Set Your Cites on HeinOnline

Citations, Exploring HeinOnline, What's New
Kaylyn Zurawski

HeinOnline consistently strives to improve users’ research experiences by enhancing existing features and developing new tools.

The HeinOnline interface provides several tools related to citations. HeinOnline is easy to cite from and find citations in, and users are able to export citations to various platforms. Check out some of these cite tools below! 

Citation Tab

Easily retrieve a document by clicking the citation tab on the main search bar from any page in HeinOnline.

Citation Format Guide

To find proper abbreviations…

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Indexing Our Way Through State Session Laws: An Update

Content News, Feedback, Session Laws, What's New
Lauren Mattiuzzo

You spoke, we listened. Thanks to feedback from a customer survey, we have enhanced our Session Laws Library by indexing all 50 states to the chapter or act level from 2000 to date. A few months back, we announced an amended tactic: states would be indexed back to inception one-by-one beginning with the most accessed states.

Where Are We Now?

We have completed the states of California (1849-2016) and New York (1691-2016). Both of these states are now indexed back to inception…

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New Machine Learning and Natural Language Processing Tools in HeinOnline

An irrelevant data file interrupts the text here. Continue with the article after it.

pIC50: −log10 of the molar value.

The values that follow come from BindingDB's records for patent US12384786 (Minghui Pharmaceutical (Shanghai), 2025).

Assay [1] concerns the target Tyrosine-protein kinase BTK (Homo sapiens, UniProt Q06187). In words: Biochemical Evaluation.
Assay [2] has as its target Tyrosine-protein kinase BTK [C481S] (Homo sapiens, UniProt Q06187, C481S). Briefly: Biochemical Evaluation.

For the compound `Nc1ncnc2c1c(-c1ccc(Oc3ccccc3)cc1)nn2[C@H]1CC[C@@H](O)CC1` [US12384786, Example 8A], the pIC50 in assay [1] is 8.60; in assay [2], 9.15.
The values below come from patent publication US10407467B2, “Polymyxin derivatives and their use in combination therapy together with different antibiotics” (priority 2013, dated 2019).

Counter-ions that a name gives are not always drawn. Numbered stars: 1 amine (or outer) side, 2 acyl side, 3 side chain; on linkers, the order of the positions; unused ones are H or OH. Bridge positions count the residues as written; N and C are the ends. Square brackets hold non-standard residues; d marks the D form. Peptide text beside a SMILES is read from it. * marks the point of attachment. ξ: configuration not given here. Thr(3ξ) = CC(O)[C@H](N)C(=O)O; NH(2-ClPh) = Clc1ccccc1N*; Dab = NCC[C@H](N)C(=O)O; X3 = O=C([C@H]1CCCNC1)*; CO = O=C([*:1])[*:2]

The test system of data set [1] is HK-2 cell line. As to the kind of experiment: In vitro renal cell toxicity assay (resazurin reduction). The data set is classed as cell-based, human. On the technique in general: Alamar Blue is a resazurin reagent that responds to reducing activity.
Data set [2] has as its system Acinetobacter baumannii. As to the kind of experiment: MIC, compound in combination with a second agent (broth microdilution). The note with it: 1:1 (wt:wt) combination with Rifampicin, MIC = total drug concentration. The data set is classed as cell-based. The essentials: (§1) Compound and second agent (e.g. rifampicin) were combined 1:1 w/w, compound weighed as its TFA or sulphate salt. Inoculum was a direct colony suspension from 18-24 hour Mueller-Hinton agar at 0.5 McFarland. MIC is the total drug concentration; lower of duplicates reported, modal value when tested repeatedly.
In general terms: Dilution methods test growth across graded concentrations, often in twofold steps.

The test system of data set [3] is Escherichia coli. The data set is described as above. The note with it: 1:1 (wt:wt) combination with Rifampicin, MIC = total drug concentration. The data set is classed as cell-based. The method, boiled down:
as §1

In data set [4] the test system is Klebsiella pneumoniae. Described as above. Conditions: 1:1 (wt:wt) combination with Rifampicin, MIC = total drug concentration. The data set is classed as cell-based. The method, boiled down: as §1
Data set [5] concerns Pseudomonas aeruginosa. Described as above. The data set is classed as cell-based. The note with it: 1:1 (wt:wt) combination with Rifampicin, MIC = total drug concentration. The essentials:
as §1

Searching, What's New
Shannon Sabo

HeinOnline has just begun to work on new research tools and concepts that will help both novice and experienced researchers make the most of its content. Using natural language processing and machine learning tools, combined with custom concepts specific to HeinOnline’s incredible scope and range of content, the team aims to vastly improve discoverability of relevant content.

More Like This (Beta)

Two new tools have already been introduced in the Law Journal Library, with plans to eventually expand their reach to all other HeinOnline content…

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Presidential Pardoning Power

Current Events, Law Journal Library
Shannon Sabo

Recently, the Law Librarian Blog posted this short piece on whether or not a president can pardon himself. According to the Yale Law Journal note by Brian Kalt titled Pardon Me?: The Constitutional Case Against Presidential Self-Pardons referenced in the post, the answer is no. If a researcher would like to dig a bit deeper into this complicated topic, HeinOnline has a new beta tool which provides users with the ability to quickly and easily retrieve similar articles.